Dakshin Dinajpur



The district of Dakshin Dinajpur has reasons to be proud of its rich historical and cultural heritage. It was a part of undivided Dinajpur district of erstwhile Bengal which was known as Pundra Vardhan Bhukti in ancient times.
According to Brihath Katha Kosh the famous Jain Guru of the Maurya Emperor Chandra Gupta was son of a Brahmin of Devakota in Pundra Vardhan. The eastern portion of Dinajpur was known as Panchanagari and Devakot was the capital, the ruins or which are still found in and around Bangarh in Gangarampur PS.
In the centre or Bangarh is a large heap of bricks said to have been the palace of Raja Bana. At Shivbati a little distance from the northeast corner of the city heaps of brick are said to be the ruins of a temple of Virupakshya Shiva. King Bana was a worshipper of Shiva. He excavated Tapan Dighi in Tapan PS to offer tarpan to Shiva.
About half a mile west from the northern end of the palace was a house where Usha, daughter of Bana, used to live. She was in love with Aniruddha, son of Krishna. Aniruddha fled with Usha, the road he followed is still called Ushaharan Road. However, Usha's love for Anirudlha brought about a total destruction for her father and his empire. On the other side of river Brahmani is a place called Narayanpur where the great battle between Krishna and Bana is said to have taken place.
About 10 miles away from Bangarh is a place called Kardaha in Tapan P.S. Here the palms of Bana been cut by Krishna in the battle are said to have fallen and furneral taken place. In the river bed of the Tangon near Bangshihari Police Station the stone relics of an ancient Temple are visible when the river water recedes.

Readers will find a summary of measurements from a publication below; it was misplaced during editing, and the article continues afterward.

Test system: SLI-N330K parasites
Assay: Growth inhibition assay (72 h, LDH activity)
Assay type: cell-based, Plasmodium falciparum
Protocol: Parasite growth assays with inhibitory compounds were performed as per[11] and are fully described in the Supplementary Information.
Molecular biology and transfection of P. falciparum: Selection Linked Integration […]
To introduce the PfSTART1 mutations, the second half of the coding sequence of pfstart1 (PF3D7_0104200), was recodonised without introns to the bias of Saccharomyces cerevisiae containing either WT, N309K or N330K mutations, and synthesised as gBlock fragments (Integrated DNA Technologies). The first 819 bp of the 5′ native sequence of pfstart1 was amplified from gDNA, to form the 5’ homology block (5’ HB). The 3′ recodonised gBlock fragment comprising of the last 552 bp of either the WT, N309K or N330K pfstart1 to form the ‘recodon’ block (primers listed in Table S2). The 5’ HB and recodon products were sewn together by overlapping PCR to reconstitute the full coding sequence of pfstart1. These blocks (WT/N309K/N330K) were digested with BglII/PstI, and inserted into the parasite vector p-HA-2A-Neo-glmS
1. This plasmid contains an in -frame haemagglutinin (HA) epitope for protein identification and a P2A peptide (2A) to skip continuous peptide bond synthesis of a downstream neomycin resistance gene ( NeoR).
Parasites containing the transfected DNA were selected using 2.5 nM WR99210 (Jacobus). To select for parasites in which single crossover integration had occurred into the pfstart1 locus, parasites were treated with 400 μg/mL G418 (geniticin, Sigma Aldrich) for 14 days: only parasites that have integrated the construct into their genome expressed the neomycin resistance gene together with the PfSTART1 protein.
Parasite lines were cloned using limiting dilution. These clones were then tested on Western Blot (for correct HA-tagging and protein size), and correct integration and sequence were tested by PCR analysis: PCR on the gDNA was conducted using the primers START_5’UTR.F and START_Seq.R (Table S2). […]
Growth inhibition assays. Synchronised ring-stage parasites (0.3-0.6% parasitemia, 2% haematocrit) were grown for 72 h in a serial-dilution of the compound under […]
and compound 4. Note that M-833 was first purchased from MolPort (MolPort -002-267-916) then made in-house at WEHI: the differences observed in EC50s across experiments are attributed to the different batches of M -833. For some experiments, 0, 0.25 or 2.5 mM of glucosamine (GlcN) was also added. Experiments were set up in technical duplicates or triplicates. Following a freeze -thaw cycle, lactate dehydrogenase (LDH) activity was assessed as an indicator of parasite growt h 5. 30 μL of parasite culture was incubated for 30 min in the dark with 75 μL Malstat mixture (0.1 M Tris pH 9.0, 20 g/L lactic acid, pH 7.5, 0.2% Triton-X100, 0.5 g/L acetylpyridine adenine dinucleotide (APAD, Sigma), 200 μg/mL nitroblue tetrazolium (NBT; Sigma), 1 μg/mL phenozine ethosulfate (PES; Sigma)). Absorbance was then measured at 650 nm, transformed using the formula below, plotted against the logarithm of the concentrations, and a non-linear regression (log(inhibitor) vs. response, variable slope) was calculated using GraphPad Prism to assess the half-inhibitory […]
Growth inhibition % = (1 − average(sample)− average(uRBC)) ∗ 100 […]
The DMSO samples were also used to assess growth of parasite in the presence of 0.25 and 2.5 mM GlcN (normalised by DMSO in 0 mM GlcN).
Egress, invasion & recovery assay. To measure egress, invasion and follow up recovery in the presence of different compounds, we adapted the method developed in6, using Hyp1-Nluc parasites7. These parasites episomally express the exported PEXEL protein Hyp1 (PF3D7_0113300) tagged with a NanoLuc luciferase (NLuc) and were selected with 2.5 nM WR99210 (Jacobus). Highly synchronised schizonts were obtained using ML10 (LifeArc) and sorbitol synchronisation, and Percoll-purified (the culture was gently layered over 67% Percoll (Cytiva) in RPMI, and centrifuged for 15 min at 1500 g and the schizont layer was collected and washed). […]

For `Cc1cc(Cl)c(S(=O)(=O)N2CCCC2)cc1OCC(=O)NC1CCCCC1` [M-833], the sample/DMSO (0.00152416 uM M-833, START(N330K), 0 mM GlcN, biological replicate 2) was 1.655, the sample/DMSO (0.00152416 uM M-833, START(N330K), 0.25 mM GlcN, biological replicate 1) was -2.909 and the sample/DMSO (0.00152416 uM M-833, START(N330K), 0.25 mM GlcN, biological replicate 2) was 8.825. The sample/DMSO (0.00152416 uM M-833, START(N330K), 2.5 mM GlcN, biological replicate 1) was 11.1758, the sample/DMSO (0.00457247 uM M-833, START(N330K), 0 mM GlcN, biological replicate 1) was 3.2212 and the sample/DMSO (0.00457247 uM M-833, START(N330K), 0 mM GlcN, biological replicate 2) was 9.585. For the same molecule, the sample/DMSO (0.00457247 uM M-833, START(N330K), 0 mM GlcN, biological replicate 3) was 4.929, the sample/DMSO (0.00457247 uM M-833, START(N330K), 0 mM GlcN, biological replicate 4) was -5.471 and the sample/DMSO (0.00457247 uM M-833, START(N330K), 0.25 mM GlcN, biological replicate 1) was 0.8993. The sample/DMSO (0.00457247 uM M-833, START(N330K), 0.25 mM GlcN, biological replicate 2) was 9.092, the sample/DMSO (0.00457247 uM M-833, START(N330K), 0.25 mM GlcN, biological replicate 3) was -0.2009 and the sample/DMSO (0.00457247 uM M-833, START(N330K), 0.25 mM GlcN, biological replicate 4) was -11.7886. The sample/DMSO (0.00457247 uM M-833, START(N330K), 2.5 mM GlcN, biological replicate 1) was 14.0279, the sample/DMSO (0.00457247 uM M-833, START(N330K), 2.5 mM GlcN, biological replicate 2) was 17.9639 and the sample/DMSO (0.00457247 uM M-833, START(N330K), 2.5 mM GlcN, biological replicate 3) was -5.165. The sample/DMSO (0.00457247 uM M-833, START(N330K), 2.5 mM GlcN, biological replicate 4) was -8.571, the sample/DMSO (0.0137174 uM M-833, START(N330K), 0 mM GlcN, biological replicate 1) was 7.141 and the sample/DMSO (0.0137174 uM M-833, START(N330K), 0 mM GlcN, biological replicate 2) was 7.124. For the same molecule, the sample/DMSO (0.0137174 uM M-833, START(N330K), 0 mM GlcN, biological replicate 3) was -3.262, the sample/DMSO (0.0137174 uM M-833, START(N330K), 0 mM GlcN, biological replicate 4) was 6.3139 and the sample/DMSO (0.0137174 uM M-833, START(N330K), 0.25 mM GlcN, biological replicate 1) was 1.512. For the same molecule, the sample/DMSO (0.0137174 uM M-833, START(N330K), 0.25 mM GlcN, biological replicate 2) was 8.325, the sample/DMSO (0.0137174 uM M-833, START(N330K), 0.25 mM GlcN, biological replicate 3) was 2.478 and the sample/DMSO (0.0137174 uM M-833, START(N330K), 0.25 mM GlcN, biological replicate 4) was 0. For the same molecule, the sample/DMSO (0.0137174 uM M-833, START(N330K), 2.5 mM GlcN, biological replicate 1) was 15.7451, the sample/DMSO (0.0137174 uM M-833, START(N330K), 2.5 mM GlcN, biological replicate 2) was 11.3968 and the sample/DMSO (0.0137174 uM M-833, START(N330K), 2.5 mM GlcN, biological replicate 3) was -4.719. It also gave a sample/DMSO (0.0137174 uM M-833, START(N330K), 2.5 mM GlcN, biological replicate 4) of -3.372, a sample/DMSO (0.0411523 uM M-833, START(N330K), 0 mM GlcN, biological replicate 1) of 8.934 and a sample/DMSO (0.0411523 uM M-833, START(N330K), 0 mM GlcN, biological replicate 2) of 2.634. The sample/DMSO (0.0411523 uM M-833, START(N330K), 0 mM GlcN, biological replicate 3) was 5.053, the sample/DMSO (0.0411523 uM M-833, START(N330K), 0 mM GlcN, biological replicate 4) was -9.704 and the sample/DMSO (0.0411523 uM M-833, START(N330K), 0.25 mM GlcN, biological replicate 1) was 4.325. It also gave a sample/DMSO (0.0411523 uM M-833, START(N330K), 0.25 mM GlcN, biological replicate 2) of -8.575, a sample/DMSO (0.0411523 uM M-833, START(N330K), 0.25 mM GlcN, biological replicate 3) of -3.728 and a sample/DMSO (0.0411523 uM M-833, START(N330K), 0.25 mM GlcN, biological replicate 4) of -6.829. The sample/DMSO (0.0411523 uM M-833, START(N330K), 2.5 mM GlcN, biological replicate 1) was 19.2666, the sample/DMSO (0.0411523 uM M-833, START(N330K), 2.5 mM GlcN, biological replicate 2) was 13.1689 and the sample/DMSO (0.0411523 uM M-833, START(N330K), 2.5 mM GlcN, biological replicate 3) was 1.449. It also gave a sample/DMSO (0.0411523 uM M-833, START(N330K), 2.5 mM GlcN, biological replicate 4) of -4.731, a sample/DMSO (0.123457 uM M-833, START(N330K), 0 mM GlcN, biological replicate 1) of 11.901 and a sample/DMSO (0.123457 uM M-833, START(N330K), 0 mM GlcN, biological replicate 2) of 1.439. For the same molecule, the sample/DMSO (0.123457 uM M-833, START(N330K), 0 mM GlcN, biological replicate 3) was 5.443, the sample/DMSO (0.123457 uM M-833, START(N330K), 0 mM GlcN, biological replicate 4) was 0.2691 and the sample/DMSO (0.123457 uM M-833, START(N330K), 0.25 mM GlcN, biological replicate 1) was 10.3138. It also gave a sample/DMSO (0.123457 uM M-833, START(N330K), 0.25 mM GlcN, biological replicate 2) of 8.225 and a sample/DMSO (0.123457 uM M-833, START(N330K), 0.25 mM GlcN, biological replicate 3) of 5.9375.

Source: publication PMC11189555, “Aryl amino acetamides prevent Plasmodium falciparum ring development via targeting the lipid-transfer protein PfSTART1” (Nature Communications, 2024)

A good number of places in the district are associated with the epic stories. In Mahabharata it is said that the Pandavas in incognito, took shelter in the palace of king Birat, ruins of which are seen at Bairhatta - a village in Harirampur PS. It's also said that here Kichaka, the army chief of king Birat, was killed by Bhima, when the former tried to establish illicit relations with Draupadi. A tank at Bairhata is still called Kichaka Kunda. Dehaband, an area full of mounds, about 15 km away from Birhatta is said to be the palace of Kichak. An ancient shami tree, a unique specis in this region, is also seen at the entrance of the village, in which Nakula is said to have kept the arms of the Pandavas hidden before entering the Palace.
A village in the locality has been named Pancha Bhaya (five brothers) after the Pandavas. A number of places like Karandighi. Karnajora. Karanji in the neighbouring area reminds their association with the great warrior Karna.

During the Mauryan period Jainism flourished in this area, mention has already been made about the famous Jain Guru Bhadra Vahu who travelled from present Gangarampur to Pataliputra. The river Punarbhava was then the main and one of the most important river routes from Pundra Bardhan Bhukti to Pataliputra and Indraprastha. Since then, this area was an important centre of Jainism. The Jain Prajna Pana mentions the name of Kotivarsa.
In the 6th and 7th century AD. many of the kings preceeding Harshavardhan were devotees of Sun god. There is abundant evidence of sun worship in this region.
In Tapan thana, an old sand stone image of Surya is kept which belongs to perhaps the 7th century AD. At Bairhatta, another piece of stone carved in the image of Surya was recovered. Mention may be made about a very recent recovery. During re-excavation of Bhabna Dighi at Kokil village in Harirampur Police Station by the Panchayat under JRY in June,1994, a very beautiful stone image of Sun god has come out which belongs to an earlier period around the 7th century AD.
Another beautiful black stone image of Surya about 3 (ft) high recovered from the criminals, has now been kept at Tapan Thana building. It is an exquisitely beautiful image, perhaps belonging to the Gupta period.

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